A number of 140 Italian high school students (M=72.9%) aged 16-18 years participated in the study. Considering the use of SNs, 82.1% of students used Instagram, and only 15% used Facebook. Furthermore, 2.9% reported not to use SNs. Students were asked to complete self-report questionnaires: An ad-hoc scale for investigating SNs use; the questionnaire was composed by seven items measured on a five-point Likert-scale (1= I never use it for this reason; 5= I always use it for this reason). Higher scores indicate massive SNs use. The Generalized Pathological Internet Use Scale-2 (GPIUS-2; Caplan, 2010); students’ pathological Internet and SNs use were assessed with this 15 items-questionnaire, measured on a five-point Likert-scale (1=completely disagree; 5=completely agree). For this study, two subscales were used: Mood regulation and Compulsive Use. The Parent and Peer attachment inventory for Friendship Quality (Armsden and Greenberg, 1987); four items from the inventory were selected for this study to measure adolescents’ closeness to friends (Valkenburg and Peter, 2007) items were measured by a five-point Likert-scale (1=completely disagree; 5=completely agree). The selected items were “When my friends know that something is bothering me, they ask me about it,” “I tell my friends about my problems and troubles,” “My friends help me to understand myself better,” and “When I am angry about something, my friends try to be understanding.”. The School Burnout Inventory (SBI; Fiorilli et al., 2014; Samlela-Aro et al., 2009) assessed students’ school burnout, and it is composed of nine items rated on a 6-points Likert scale (1=completely disagree; 6=completely agree). Higher scores indicate high school burnout.
Intercorrelations among studied variables were measured by bivariate Pearson correlations and are displayed in Table 1. Results showed positive relationships between massive SNs use and friendship quality (r = .30, p < .01); compulsive SNs (GPIUS-2) use and school burnout total score (r = .25, p < .01); massive SNs use and female gender (r = .17, p < .05), and finally a positive relationship between SNs use for mood regulation and school burnout total score (r = .20, p < .05). An independent t-test was performed in order to investigate gender differences in SNs massive use. Results, displayed in Table 2, showed a significant difference between females and males in SNs massive use, with higher levels reported by females (M=23.55, DS=3.614) in comparison to males (M=21.89, DS=4.261); t(138)= -2.13, p < .05. Moreover, females reported higher levels of total school burnout (Mfemale=3.28, DS=1.041; Mmale=2.78, DS=1.048); t(138)= -2.04, p < .05.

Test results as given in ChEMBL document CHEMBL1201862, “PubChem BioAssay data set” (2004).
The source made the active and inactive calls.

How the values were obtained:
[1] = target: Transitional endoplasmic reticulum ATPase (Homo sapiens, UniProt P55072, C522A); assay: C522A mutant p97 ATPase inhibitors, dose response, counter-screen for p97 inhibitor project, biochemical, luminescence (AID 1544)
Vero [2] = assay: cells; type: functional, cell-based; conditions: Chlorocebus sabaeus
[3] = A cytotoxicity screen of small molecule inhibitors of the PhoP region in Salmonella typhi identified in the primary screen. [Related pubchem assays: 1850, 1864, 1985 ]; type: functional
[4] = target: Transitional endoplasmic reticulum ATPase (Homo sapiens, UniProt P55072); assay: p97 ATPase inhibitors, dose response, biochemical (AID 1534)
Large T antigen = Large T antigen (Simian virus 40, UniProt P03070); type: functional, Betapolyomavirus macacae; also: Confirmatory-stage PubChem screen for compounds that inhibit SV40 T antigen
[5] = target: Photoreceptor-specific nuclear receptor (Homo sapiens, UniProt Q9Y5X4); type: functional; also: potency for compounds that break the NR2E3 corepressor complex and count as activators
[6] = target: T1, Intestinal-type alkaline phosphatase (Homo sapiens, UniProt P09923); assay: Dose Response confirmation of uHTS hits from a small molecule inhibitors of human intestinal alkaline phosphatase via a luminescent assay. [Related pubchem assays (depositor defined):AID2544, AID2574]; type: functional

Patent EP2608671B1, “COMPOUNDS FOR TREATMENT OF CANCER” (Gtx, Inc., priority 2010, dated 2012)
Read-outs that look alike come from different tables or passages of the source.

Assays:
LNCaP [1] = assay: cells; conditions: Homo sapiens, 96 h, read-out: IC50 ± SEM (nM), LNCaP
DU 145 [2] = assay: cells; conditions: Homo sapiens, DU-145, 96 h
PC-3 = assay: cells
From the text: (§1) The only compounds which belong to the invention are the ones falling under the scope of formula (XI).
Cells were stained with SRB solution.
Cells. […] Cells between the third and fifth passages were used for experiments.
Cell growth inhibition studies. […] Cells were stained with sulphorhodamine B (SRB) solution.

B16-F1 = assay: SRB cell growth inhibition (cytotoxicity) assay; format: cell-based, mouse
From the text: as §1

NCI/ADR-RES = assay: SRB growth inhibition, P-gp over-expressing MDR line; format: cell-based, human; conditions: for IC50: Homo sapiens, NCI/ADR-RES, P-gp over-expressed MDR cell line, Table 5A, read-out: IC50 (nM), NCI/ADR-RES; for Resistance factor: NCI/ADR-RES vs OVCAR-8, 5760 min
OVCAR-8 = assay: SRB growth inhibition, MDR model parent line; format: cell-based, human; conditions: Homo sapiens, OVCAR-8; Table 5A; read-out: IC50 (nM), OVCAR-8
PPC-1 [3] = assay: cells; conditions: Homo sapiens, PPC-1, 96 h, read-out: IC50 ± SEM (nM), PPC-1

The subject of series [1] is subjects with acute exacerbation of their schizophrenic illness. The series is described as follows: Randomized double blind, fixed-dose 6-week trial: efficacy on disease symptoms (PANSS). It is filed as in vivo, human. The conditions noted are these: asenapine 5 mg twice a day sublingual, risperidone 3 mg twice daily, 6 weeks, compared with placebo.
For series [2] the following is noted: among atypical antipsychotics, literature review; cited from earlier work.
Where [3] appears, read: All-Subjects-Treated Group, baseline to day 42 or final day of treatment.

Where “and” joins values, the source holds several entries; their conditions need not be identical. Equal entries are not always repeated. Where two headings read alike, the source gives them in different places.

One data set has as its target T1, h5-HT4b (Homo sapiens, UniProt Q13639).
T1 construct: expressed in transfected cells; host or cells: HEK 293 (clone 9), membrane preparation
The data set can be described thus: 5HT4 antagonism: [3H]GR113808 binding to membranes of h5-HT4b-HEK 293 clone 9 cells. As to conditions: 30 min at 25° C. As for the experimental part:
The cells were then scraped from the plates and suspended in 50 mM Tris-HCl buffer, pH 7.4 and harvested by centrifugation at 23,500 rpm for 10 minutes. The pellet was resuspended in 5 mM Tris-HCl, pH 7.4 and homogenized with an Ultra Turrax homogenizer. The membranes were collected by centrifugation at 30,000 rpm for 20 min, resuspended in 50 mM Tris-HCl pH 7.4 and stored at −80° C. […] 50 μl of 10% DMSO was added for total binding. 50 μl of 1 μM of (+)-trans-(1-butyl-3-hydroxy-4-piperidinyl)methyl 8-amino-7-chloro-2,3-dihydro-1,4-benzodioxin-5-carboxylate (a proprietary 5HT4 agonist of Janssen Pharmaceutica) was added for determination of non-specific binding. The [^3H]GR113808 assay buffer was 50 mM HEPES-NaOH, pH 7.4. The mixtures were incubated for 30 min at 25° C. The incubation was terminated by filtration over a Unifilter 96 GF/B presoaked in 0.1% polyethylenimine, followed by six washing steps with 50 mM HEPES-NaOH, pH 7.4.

Table 1. Bivariate correlations among studied variables
|1.Massive SNs use||1|
SNs Social Network sites; *p < .05 **p < .01
Table 2. t-test results comparing males and females on studied variables
|Massive SNs use||21.89||4.26||23.55||3.61||.035*|
The main aim of this study was to investigate, in a group of adolescents, existing relationships among SNs massive and problematic use, school burnout levels and friendship quality. Literature underlines significant associations between school burnout and problematic use of the Internet in adolescence (Salmela-Aro et al., 2017). From our results emerged a significant positive association between adolescents’ perceived school burnout and problematic SNs use: the more adolescents reported higher levels of burn-out, the more they massively use SNs. According to literature (Walburg, Mialhes and Moncla, 2016) higher levels of school-related stress perceived by students could induce them to use SNs, perceived as more reassuring and comfortable, in order to escape from reality. Moreover, from our results emerged a significant positive association between SNs massive use and perceived friendship quality: the more adolescents perceive their friendships as supportive, the more they report using SNs. These results are in line with the literature (Espinoza and Juvonen, 2011; Borca et al. 2015). Some adolescents may use SNs in order to strengthen their friendships, perceiving online communication as deeper and close. Online emotional disclosure is perceived as more intimate and comfortable by adolescents and, for this reason, online communication as more effective than the offline (Valkenburg and Peter, 2007). When adolescents have an offline friendship network in which experience feelings of affiliation and trust, a higher SNs use will help them in maintaining closeness and support with the group (Espinoza and Juvonen, 2011). Finally, considering gender differences, our results underlined how girls reported higher massive use of SNs the boys. These data are in line with the literature (Anderson, Steen and Stravropoulos, 2016) and specifically, recent studies highlighted that girls, in comparison to boys, use SNs searching for more intimate and close relationships in order to share emotional and personal problems (Ballarotto et al., 2018).
This study has potential limitations. First, our sample was mainly composed by males’ adolescents, consequently more heterogeneous samples should be used to test the generalizability of these findings in future investigations. Moreover, this research has a cross-sectional design and therefore it is not possible to draw causal inferences about relationships among variables; further longitudinal researchers are needed to examine and understand these relationships over time.
Overall, this study highlights different dimensions that could influence SNs massive and problematic use in adolescence, specifically school burnout and friendship quality. Structuring interventions in order to promote socio-relational skills among peers and to prevent school-related burnout could prevent problematic use of SNs in adolescence.
A summary of this paper was presented at International Conference: Individual, family, society – contemporary challenges, 3rd edition, 9 to 10 October 2019, Bucharest, Romania, and published in the journal Studii şi Cercetări de Antropologie, No. 6/2019.